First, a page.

Some of the push back we’ve gotten to our form of baptism has not come from the Reformed tradition, but from the hyper-dispensational perspective of nearby Grace Bible College. They believe that what matters is merely what is symbolized but that the symbol itself (e.g., baptism) is of secondary importance. For that reason, baptism becomes optional, one of multiple ways of expressing the inward reality. (As optional, a person must be specifically “led” to baptism by the Holy Spirit.) We believe that the action itself matters. The same is true for the Lord’s Supper. It is true that one of the main reasons we regularly participate in the Lord’s Supper is to remember that Jesus died on the cross for our sins, but that doesn’t mean we could just replace the Lord’s Supper with a time of quiet and reflection. For some reason, by God’s grace, God has given us these two communal practices which we get to participate in, and that help us to grow in our relationship with him. It is fitting to receive these gifts with joy.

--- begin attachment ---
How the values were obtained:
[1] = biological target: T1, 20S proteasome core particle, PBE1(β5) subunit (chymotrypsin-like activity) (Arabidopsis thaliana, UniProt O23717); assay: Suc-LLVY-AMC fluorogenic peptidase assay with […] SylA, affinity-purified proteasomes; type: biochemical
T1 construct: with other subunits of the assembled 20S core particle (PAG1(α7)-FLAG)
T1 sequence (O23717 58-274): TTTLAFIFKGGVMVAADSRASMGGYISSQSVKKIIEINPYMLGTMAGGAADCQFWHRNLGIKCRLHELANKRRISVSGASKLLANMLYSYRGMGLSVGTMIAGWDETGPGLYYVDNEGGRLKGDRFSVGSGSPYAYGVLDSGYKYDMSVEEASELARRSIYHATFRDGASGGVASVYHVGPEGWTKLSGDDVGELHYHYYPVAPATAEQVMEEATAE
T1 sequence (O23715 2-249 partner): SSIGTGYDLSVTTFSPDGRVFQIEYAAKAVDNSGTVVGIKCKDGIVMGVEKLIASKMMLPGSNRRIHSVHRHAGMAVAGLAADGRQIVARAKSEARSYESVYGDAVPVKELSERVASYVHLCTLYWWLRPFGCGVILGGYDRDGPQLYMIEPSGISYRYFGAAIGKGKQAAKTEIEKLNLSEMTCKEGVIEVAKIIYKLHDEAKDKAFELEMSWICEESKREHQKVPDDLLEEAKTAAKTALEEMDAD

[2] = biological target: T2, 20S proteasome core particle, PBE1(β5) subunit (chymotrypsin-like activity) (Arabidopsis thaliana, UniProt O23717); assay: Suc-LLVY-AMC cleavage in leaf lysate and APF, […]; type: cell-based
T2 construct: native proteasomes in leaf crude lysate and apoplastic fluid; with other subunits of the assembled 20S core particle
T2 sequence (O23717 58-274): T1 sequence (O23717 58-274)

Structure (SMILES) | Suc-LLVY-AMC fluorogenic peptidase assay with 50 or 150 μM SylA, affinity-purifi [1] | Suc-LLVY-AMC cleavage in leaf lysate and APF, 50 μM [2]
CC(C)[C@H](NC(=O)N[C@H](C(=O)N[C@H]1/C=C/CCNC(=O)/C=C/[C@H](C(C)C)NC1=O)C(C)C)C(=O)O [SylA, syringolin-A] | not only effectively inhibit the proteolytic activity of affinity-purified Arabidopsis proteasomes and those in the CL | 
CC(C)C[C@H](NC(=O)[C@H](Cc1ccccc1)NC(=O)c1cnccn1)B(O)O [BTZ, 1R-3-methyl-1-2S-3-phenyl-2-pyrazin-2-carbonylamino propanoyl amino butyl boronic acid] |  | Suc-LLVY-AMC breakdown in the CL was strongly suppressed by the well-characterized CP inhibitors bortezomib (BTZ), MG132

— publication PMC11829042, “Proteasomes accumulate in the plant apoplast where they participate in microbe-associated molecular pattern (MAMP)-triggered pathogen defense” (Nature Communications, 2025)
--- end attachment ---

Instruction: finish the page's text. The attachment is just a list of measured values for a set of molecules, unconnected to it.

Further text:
So, if you were only baptized before you were saved, should you be re-baptized now as a believer? That depends on your view of baptism. If you come to the conclusion expressed above, then Yes, first as a response of obedience to Jesus, and then as a way to symbolize the inward reality of salvation in a public and confessional way. But I’m also sensitive to the fact that this is a position on which many good Christians disagree. I would not want to pressure someone into baptism. Without the beliefs in place, re-baptism can actually be a form of disobedience, as a way to please man instead of pleasing God. To someone considering baptism I say this: Consider what the Scripture teaches on baptism, and then act accordingly, without compulsion.